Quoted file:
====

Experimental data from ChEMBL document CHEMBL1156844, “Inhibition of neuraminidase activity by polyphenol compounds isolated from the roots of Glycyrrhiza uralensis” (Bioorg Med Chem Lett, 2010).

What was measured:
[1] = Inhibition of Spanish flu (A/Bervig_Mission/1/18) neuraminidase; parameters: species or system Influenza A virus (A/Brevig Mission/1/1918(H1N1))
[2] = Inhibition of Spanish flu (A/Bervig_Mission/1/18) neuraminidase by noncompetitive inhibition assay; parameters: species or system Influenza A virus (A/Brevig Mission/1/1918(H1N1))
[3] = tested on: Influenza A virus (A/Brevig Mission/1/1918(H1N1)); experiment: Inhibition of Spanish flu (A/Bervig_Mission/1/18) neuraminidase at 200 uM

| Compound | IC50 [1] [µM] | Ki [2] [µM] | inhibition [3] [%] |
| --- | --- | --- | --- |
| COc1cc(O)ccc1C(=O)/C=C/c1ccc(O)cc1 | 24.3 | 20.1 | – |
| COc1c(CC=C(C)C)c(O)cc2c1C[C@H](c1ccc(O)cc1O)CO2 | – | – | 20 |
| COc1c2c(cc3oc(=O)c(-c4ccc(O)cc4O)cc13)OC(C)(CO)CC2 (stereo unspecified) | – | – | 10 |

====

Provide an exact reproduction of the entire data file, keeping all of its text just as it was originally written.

Experimental data from ChEMBL document CHEMBL1156844, “Inhibition of neuraminidase activity by polyphenol compounds isolated from the roots of Glycyrrhiza uralensis” (Bioorg Med Chem Lett, 2010).

What was measured:
[1] = Inhibition of Spanish flu (A/Bervig_Mission/1/18) neuraminidase; parameters: species or system Influenza A virus (A/Brevig Mission/1/1918(H1N1))
[2] = Inhibition of Spanish flu (A/Bervig_Mission/1/18) neuraminidase by noncompetitive inhibition assay; parameters: species or system Influenza A virus (A/Brevig Mission/1/1918(H1N1))
[3] = tested on: Influenza A virus (A/Brevig Mission/1/1918(H1N1)); experiment: Inhibition of Spanish flu (A/Bervig_Mission/1/18) neuraminidase at 200 uM

| Compound | IC50 [1] [µM] | Ki [2] [µM] | inhibition [3] [%] |
| --- | --- | --- | --- |
| COc1cc(O)ccc1C(=O)/C=C/c1ccc(O)cc1 | 24.3 | 20.1 | – |
| COc1c(CC=C(C)C)c(O)cc2c1C[C@H](c1ccc(O)cc1O)CO2 | – | – | 20 |
| COc1c2c(cc3oc(=O)c(-c4ccc(O)cc4O)cc13)OC(C)(CO)CC2 (stereo unspecified) | – | – | 10 |